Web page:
In 1941, a few months before the United States entered World War II, magazine publisher Henry Luce called on Americans to establish "the first great American century". America, he argued, had become the world's most powerful nation but refused to act like it. Luce believed America had to commit itself to promoting democratic internationalism. In the years that followed, as the US helped found the United Nations, joined security alliances like NATO and ANZUS, and pushed for free trade agreements across the globe, Luce's dream was largely realised.
The year 2016 may well mark the end of the American century. It is fitting that a Republican is bringing it to a close. Although typically thought of as the party most aggressively promoting intervention and free trade, the GOP has long housed some of the nation's most vocal opponents of internationalism – a group now ascendant with the election of Donald Trump.
For much of the 1940s and 1950s, a strong anti-internationalist element was prominent in the GOP, led by Senator Robert Taft. Taft was an American-century sceptic. He believed that if the US got too involved in world events, it would begin to sacrifice its democratic traditions. But as the Cold War heated up, conservative Republicans, the most ardent Taftites, flipped. They became committed "cold warriors", ready to do battle wherever and whenever in order to assert American strength against the Soviets.
No sooner had the Berlin Wall fallen than the anti-internationalists re-emerged. Now called "paleocons", they were led by Pat Buchanan, a former Nixon aide who called for America to return to its roots, to withdraw from its active involvement in the world, to build walls, not bridges. Buchanan did surprisingly well in his run for the GOP nomination in 1992, though he ultimately failed to unseat George H.W. Bush. He was Trump's precursor, a sign that anti-internationalism remained a live cause in the Republican Party.
And so here we stand, a quarter-century after Buchanan's presidential bid, with Trump on his way to the White House.
Overreach in the George W. Bush years are at least partly to blame: the Iraq War and financial collapse were powerful rebuttals to neocon adventurism and global finance.
But those are proximate causes. There is a tectonic shift taking place across the globe. The international institutions and alliances of the Cold War are weakening as the logics and ideals that built them fall out of fashion. Trump campaigned hard against NATO, arguing that the security alliance is too costly and, as currently constituted, no longer in the US' interest.
In recent weeks he has also taken on the United Nations, joined by prominent conservatives and members of his party. After the recent resolution condemning Israel, Washington Post columnist Charles Krauthammer called for the headquarters of the UN to be moved out of the US, half-joking that "Trump ought to find a way to put his name on it and turn it into condos". UN-bashing is nothing new in the GOP, but it would be novel if anti-UN rhetoric were matched with anti-UN politics, particularly withdrawing funds from the organisation.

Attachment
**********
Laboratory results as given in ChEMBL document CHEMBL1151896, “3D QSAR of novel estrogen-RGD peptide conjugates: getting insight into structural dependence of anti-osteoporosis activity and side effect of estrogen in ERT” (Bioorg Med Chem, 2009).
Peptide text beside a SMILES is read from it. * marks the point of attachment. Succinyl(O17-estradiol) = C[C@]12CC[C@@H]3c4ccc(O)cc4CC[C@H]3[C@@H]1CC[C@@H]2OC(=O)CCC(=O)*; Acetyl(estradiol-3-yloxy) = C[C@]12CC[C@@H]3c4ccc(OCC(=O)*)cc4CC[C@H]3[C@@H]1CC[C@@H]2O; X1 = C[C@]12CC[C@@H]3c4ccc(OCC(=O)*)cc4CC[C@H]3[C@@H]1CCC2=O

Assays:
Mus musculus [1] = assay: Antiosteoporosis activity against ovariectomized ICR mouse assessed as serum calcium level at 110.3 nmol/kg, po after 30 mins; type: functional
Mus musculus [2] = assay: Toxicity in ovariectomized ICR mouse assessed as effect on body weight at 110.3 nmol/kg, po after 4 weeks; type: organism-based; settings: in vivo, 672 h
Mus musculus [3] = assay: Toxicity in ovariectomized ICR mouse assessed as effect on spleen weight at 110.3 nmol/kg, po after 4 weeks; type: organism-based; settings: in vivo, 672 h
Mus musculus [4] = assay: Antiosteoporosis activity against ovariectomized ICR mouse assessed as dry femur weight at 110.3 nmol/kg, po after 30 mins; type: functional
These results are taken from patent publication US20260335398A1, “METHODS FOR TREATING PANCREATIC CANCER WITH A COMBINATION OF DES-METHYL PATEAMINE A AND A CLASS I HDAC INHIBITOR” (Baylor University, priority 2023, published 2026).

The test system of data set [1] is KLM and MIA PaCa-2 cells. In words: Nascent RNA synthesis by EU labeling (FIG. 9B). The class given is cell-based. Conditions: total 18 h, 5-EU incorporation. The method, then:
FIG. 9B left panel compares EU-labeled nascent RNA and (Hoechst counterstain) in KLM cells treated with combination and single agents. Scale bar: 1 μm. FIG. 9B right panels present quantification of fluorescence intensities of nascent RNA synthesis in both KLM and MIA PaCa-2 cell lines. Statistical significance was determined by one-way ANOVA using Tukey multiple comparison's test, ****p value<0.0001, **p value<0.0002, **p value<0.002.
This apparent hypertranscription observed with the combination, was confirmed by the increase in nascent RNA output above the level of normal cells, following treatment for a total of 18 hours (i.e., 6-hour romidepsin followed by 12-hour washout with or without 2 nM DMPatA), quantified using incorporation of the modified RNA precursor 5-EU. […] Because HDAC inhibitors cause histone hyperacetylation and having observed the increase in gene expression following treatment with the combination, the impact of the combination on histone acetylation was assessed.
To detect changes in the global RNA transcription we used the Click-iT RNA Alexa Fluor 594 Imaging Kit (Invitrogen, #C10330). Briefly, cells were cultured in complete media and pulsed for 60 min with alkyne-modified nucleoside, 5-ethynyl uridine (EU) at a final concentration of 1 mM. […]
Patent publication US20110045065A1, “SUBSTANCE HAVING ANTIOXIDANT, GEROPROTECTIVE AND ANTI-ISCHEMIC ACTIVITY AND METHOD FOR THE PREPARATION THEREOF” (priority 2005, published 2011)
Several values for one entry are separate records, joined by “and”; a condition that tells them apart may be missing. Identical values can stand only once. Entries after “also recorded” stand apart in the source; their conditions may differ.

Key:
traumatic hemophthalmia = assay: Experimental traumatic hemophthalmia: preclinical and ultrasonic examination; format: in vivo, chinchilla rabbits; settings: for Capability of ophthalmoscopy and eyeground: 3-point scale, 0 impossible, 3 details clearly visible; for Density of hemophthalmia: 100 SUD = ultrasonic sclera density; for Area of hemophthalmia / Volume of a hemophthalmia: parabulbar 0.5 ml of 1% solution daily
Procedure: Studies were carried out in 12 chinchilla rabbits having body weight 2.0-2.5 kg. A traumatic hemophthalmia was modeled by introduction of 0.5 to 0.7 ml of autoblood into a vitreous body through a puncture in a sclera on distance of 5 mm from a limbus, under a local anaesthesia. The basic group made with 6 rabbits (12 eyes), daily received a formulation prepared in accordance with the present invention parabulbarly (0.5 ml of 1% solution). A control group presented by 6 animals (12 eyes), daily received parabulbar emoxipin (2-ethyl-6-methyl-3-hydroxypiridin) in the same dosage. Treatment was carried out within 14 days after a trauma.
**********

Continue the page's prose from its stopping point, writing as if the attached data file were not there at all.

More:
Add in opposition to the Trans-Pacific Partnership and Trump's support of punishing tariffs, and you have a very different view of America's role in the world. Nor is it just Trump: as his political star has risen, the Republican Party has morphed from the party of free trade to the party of protectionism. Over the course of the past year, opposition to free trade among Republicans swelled from 39 per cent to 61 per cent.
These shifts tell us something about the emerging world order. During the American century, the US and its allies promoted open societies, democracies constrained by civil liberties. American leaders pursued this goal imperfectly but consistently. Even Ronald Reagan's decision to align with right-wing dictatorships in the 1980s was viewed through this lens, drawing from Jeane Kirkpatrick's argument that it was better to side with right-wing dictatorships that might eventually reform into democracies than communist countries that never would.
Trump's anti-internationalism, combined with his preference for authoritarian strongmen, suggests that an open world is no longer the goal, that the future will belong to closed societies where power is the most important metric for partnerships. It is a dramatic change. Fearful of world war, the alliances of the 20th-century were built to defend weak nations from powerful ones. That no longer appears to be a persuasive argument in the 21st-century.
And so we stand on the cusp of a new global order, one whose contours have not yet come into sharp relief, but whose rough edges we can now see. For those who believe in open societies, the portent is grim. The 21st-century may yet be an American century, but if it is, it will not be as the champion of democratic internationalism as Luce had once hoped.
Originally published in The Sydney Morning Herald.